The most talented musician of the group was Bob Gaudio, keyboard player and, most important, skilled songwriter, played by Sam Ferriday, who sees in Valli, with his unusual voice, a solo artist with a backing band, his eventual role.

Support comes in the shape of a hard working ensemble playing every other role from Gyp, played by Sean Kingsley, to Joe Pesci, the young gofer and numbers runner, played by Damian Buhagiar, and yes it is that Joe Pesci.

While Amelia Adams-Pearce plays Valli’s first wife Mary Delgado, Leanne Garretty who plays Lorraine, Valli’s girlfriend after his marriage brekas up and Sinead Long, who plays Francine, Valli’s ill fated daughter.

A talented cast, great music and a good story, what more can you ask.

Director Des McAnuff keeps the show moving at a cracking pace, helped by Klara Zieglerova’s flexible set which involves everything from a huge video screen to a prison gantry and scene changes as fast as actors walking on and off.

Musical director Gareth Weedon’s 10 piece band provides a full sound to complement Gaudio’s music to produce a lively musical drama steeped in nostalgia.

The Alex has long shunned traditional panto in favour of West End shows for the festive period and this one has already proved a big hit with audiences, 94 per cent sold already for what has become the hottest ticket in town.

Buy now to avoid disappointment. To 04-01-15

Roger Clarke




Oh, what a night!


This touring smash hit show about the rise and rise of Frankie Valli and the Four Seasons is a pre-Christmas cracker.

There are no holds barred in the story of four lads from the wrong side of the track who created their own unique sound and went on to sell 175 million records worldwide.

Good to see the theatre bursting at the seams with fans of the music, and one pensioner headed for home after the final curtain beaming: “That made me feel 40 years younger”.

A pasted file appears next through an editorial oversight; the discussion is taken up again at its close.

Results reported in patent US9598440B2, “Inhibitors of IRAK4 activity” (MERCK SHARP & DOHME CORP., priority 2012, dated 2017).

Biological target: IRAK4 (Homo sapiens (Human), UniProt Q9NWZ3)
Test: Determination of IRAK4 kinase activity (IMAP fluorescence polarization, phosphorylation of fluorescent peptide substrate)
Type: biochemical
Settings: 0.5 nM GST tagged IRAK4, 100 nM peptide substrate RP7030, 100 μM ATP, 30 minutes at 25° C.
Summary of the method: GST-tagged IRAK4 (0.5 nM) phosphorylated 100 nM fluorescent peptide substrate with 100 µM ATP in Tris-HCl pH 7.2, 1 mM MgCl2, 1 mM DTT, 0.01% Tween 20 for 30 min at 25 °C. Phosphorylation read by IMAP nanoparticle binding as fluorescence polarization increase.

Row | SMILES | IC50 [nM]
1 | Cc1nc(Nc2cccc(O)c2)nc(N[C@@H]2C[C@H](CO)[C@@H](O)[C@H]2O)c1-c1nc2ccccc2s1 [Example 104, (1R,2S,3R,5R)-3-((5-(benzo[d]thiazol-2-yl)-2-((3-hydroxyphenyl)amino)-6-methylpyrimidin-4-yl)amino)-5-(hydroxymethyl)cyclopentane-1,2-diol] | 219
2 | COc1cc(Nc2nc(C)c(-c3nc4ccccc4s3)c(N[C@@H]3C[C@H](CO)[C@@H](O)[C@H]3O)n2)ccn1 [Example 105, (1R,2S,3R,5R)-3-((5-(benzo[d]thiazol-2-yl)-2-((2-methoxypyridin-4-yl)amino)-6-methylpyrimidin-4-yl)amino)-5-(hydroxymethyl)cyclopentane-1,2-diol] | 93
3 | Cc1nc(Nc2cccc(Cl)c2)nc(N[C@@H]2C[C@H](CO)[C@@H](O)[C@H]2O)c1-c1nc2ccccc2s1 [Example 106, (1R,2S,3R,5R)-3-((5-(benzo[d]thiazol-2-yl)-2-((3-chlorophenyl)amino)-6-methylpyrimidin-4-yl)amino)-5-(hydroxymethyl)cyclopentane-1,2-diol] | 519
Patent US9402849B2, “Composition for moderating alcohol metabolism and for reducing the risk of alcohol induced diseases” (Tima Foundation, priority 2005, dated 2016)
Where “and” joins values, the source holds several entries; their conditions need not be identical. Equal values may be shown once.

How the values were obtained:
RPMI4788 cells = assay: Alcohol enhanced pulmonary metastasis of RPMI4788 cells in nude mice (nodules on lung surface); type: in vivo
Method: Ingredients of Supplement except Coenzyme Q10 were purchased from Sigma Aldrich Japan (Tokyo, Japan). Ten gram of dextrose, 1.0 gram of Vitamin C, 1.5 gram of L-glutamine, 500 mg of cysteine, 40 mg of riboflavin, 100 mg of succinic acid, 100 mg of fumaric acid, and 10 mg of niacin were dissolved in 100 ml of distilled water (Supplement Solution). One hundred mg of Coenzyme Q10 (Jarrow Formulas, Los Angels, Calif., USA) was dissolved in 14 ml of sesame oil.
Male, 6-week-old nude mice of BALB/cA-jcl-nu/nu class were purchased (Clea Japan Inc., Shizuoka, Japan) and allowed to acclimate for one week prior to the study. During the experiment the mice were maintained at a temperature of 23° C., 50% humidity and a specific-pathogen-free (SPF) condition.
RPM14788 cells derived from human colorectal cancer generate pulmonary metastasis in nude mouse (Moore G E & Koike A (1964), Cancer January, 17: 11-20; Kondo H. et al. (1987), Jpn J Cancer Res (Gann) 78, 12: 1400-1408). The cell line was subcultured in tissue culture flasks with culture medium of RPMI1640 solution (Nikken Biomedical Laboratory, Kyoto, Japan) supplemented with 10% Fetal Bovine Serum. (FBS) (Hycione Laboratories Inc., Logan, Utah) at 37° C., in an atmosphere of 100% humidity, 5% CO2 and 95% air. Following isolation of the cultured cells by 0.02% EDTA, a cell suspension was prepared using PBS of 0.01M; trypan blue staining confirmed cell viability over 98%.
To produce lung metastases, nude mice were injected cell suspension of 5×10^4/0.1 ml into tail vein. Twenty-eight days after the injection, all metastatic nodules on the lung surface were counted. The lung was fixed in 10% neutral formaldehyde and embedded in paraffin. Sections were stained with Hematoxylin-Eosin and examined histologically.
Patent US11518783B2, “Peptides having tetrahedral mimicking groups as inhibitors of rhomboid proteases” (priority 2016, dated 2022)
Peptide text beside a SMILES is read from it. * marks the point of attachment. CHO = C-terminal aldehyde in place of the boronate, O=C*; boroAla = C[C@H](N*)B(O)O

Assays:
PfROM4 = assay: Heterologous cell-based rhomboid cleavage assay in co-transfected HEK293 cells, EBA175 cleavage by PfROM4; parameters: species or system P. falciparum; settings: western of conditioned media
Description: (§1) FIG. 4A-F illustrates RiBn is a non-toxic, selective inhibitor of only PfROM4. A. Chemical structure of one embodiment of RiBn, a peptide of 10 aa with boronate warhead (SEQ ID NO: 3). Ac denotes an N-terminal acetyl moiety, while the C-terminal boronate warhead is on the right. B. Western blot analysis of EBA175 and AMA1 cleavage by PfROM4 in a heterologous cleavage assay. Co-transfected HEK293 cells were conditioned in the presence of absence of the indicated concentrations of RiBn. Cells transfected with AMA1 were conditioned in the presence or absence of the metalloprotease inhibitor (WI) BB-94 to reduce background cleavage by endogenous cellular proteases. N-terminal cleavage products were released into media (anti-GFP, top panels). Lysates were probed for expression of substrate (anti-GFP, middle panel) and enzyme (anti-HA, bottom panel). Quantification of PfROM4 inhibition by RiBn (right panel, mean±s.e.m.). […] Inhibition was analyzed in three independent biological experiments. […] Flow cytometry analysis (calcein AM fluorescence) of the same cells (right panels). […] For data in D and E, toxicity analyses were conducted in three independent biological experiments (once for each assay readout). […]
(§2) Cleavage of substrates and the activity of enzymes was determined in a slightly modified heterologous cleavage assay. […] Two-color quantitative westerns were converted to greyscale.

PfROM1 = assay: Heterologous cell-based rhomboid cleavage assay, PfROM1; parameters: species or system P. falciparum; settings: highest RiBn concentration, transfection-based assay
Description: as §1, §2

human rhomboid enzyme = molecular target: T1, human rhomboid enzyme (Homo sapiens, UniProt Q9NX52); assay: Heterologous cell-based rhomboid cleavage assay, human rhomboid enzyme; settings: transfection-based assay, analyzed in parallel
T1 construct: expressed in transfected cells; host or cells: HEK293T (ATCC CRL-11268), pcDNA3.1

After a fairly slow start during which the excellent Stephen Webb, playing the tough, driving Tommy DeVito, acts as a kind of compere to stitch the tale together, the action accelerates with hit after glorious hit . . . Can’t Take My Eyes Off You, Walk Like a Man, Sherry, Big Girls Don’t Cry, Bye Bye Baby, and Oh What a Night – it certainly was.

And what a performance from Tim Driesen as FrankieValli. His falsetto voice was perfect for the role, while his acting was very impressive too.

Also outstanding were Sam Ferriday as Bob Gaudio, the more serious member of the group and composer of many of the hit songs, and Lewis Griffiths (Nick Massi).

The pulsating show reveals love, problems of debts, occasional despair and even tragedy as the smartly-suited group make their way from no-hopers to international stars, and the ladies in the cast provide a most enjoyable helping of glamour.

Great support, too, from musical director Gareth Weedon and his excellent band.To 04.01.14

Paul Marston